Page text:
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Meanwhile, on the other side of the wall …

February 17, 2014

While I was busy stripping and repainting Old Mother Hubbard’s doors, Eric had his own project going in our mudroom. (We never call it “the mudroom,” even though that’s what a Realtor would call it. In our parlance, it’s “the back hall.”)

This room started as a covered back porch. It may have had half walls, and probably a corner post. As I imagine it, it was a charming spot to look out over the backyard, and part of me wishes it was still a porch. I assume it was enclosed as part of the kitchen’s 1940s remodel. Now, it’s the laundry room, and I find it exceedingly charming NOT to have to go downstairs to do laundry. If I had to do laundry in the basement (like my mom did when I was a kid), I would simply throw out my dirty clothes every week and buy new ones.

The back hall is part of the kitchen project because it’s been torn up a bit due to installation of our new electrical panel, and it shares flooring and paint treatments with the kitchen. A couple of years ago I painted it egg-yolk yellow with white trim. That’s when I realized I’d have to tone down the yellow to a buttercream for the kitchen.

Eric had to take the interior wall down to the studs to have the new panel installed.

wall open to studs

When you last saw the back hall we were having the linoleum installed. Here, you can see the wall on the right has been sheathed with plywood.

mudroom before and after

Up in the first photo, you can see some of the house’s original cedar shingles. I want the two original exterior porch walls to be shingled once again as a nod to the room’s past. (I plan to paint them the same color as the house’s exterior to complete the effect.) Eric indulged me by patiently sanding, cutting, and applying shingles to match the original three-over-seven (inch) courses. Then he created a beautiful frame around the electrical panel to match the trim throughout our house. We’ll have to produce some sort of art piece to fit inside the frame to cover the panel.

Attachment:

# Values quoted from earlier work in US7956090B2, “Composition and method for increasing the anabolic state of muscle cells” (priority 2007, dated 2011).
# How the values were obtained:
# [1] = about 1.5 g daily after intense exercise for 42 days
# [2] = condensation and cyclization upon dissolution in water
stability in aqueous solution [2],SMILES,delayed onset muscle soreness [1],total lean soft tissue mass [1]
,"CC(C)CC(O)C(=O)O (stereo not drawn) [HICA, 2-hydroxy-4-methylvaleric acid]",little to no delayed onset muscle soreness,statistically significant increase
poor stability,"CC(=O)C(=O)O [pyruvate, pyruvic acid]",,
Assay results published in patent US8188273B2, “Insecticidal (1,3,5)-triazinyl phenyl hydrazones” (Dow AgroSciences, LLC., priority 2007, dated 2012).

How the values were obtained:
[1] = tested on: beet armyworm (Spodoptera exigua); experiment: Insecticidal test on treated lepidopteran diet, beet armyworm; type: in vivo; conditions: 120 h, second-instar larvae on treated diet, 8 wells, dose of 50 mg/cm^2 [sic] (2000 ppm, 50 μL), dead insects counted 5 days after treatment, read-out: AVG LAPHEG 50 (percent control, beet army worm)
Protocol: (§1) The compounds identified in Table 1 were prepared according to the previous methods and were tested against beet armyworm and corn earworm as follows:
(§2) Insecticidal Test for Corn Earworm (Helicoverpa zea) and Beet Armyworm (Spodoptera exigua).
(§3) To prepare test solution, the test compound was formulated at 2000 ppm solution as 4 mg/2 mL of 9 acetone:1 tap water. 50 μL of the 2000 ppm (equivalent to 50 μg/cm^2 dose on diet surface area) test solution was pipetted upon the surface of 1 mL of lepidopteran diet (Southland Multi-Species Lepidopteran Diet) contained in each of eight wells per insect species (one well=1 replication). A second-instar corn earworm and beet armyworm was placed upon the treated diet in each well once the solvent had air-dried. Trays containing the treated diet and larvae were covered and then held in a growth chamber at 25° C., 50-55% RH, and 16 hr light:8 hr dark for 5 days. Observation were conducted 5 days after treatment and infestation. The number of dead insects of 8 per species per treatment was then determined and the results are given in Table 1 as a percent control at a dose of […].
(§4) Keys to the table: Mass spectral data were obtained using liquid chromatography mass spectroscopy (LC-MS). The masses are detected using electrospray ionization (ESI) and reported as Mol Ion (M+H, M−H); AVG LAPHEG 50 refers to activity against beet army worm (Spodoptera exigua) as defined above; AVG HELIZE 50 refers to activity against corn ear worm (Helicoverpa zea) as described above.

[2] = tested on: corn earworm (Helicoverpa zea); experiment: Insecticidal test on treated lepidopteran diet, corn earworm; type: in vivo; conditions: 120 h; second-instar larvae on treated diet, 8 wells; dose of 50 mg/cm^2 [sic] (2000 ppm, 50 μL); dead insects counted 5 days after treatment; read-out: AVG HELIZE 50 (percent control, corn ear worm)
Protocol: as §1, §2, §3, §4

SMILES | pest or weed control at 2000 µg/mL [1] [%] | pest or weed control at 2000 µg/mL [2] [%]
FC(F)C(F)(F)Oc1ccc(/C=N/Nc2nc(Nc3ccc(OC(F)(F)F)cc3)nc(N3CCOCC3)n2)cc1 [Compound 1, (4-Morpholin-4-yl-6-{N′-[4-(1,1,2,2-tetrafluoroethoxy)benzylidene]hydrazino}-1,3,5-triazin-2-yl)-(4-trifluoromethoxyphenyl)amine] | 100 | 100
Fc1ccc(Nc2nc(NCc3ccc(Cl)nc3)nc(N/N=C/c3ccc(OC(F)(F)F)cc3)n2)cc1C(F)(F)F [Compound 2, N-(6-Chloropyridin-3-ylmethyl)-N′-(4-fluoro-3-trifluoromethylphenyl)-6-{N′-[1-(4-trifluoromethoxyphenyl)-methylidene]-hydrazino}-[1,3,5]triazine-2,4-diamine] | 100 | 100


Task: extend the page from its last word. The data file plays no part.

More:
wood frame around electrical panel

With the wall completed, the real fun began. I bought my washer and dryer a few years ago. I was tempted to buy pedestals with drawers to go underneath them, but I didn’t feel like paying and additional $500 for the set. Instead, Eric built a platform with drawers underneath, and it worked quite well, except for one disadvantage: If we needed to move the appliances, the big single platform was difficult to contend with. I had to make up my mind—did I want to invest in pedestals at last, or should we simply put a counter over the washer and dryer? I decided I want the storage that the pedestals offer … and my old back doesn’t want to bend so far to scoop clothes out of the dryer. Off to Sears we went to track down matching pedestals.